Editor’s note: The following was written by James Mintert and Michael Langemeier for the Purdue University/CME Group Ag Ecnonomy Barometer August report.
After rising sharply two months in a row, the Ag Economy Barometer weakened significantly in August, falling back to a reading of 124, down 29 points compared to a month earlier and just slightly below the June reading of 126.
The barometer’s decline was attributable to declines in both the Index of Current Conditions, which dropped 19 points below the previous month, and especially the Index of Future Expectations, which fell 34 points below its July reading.
This month’s nationwide survey of 400 U.S. agricultural producers for the Ag Economy Barometer was conducted from Aug. 12-20.
Weaker sentiment was fueled in part by both crop and livestock price declines that took place during late July and early August. In particular, prices for corn and soybeans fell sharply as crop conditions improved and the USDA released larger-than-expected crop production estimates on the August Crop Production report. Virtually all of this month’s survey responses were collected following USDA’s release of the Aug. 12 Crop Production report.
Producers’ concerns about the future of the farm economy led to a more negative outlook on both the advisability of making capital investments in their farming operation and on their short-run farmland value outlook.
Since March 2019, we’ve been monitoring farmers’ perspective regarding how quickly they expect the soybean trade dispute with China to be resolved. Back in March, farmers were almost evenly split on this issue with 55% indicating they felt it was unlikely and 45% saying it was likely the trade dispute would be resolved soon.
In subsequent months, the percentage of farmers saying they think it is unlikely the trade dispute will be resolved soon increased, ranging from a high of 80% in May to a low of 68% in June. In August, there was a modest sentiment shift as the percentage of producers expecting resolution soon rose to 29% from 22% a month earlier.
We’ve also been monitoring whether or not farmers think the trade dispute will ultimately be resolved in a way that benefits U.S. agriculture. In March, over three-fourths (77%) of farmers in our survey expected a beneficial outcome to the trade dispute, with that percentage declining in May before rebounding in July.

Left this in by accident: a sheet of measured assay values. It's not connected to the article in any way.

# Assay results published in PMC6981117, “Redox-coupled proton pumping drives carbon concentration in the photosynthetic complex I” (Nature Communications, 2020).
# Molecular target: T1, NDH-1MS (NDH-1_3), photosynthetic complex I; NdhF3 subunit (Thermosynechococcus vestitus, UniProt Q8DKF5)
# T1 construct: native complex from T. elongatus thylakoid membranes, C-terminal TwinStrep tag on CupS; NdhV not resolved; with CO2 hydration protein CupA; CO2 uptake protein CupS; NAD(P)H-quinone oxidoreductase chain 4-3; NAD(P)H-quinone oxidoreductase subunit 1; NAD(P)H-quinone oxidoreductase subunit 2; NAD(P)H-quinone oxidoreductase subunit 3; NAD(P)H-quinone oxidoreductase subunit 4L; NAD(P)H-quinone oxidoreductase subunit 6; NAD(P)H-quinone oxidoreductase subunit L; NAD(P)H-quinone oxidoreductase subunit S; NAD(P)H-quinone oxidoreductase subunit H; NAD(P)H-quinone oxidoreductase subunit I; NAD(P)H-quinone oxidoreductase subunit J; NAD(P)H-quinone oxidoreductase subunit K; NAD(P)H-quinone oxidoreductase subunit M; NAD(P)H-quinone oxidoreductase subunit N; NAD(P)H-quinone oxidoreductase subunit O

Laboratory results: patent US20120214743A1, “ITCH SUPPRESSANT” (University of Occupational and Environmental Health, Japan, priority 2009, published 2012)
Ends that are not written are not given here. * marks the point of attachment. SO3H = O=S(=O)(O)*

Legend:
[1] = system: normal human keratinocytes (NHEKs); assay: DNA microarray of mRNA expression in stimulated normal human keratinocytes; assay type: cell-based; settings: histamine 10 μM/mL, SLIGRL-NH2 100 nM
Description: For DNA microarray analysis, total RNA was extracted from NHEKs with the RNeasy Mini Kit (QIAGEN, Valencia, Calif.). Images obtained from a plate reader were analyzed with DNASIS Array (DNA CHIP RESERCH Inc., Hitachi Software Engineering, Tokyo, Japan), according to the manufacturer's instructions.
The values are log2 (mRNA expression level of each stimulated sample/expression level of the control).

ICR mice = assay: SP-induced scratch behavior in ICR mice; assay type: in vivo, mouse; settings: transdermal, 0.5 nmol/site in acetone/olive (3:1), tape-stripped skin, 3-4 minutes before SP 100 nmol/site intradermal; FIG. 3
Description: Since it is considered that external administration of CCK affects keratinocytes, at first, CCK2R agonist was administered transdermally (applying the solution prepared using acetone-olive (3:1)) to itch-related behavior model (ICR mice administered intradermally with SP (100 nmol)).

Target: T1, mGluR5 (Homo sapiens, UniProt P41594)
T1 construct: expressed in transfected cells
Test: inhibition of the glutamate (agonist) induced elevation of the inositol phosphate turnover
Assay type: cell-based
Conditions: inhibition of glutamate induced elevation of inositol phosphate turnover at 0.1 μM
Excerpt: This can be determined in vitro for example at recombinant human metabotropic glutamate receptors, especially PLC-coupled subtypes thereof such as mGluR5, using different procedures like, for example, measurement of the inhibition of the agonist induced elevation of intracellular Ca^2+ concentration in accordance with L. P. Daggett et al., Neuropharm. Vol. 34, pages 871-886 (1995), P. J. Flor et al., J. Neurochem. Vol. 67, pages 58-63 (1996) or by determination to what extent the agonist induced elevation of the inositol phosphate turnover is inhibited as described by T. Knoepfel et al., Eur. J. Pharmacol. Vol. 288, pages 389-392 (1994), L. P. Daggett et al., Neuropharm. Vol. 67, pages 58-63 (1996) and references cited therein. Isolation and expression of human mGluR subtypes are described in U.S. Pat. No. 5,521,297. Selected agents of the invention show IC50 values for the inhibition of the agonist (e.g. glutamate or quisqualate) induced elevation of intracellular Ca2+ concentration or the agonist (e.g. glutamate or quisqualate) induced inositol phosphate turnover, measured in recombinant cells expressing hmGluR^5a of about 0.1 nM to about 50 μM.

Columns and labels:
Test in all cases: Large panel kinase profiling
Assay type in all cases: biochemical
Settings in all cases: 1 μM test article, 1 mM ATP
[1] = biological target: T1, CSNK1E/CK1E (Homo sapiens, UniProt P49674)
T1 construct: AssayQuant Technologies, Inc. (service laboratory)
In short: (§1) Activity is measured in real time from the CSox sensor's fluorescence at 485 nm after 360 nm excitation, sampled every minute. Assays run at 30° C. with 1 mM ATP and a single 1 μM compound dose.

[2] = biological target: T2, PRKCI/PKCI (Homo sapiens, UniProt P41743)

Again, there was a modest sentiment shift in August as the percentage of farmers expecting a positive outcome for agriculture to the dispute slipped to 72% while the percentage who said they did not expect a favorable outcome for U.S. agriculture rose from 19% in July to 25%.
The USDA announced the per planted acre payment rates by county for the 2019 Market Facilitation Program (MFP) in late July. Payments are to be made in three tranches with the first payment to be made this summer and subsequent payments to be made in late fall 2019 and early 2020, if deemed necessary by the USDA.
To learn more about how farmers view the MFP payments, we posed two questions on the August survey. First, we asked to what degree does $16 billion in MFP payments to U.S. farmers relieve your concerns about the impact of tariffs on your 2019 farm income? Second, in a follow-up question, we asked whether or not respondents expect USDA to provide payments to U.S. farmers for the 2020 crop year?
Responses indicated that over two-thirds (71%) of farmers feel the 2019 MFP program will either completely or somewhat relieve their concerns about the impact of tariffs on 2019 farm income. However, nearly three out of ten respondents said “not at all” in response to this question, indicating t they felt the MFP payments fell short of making up for income losses attributable to the ongoing tariff battles.
Looking ahead to 2020, 58% of farmers in our August survey said they expect another MFP payment to be made to U.S. farmers for the 2020 crop year.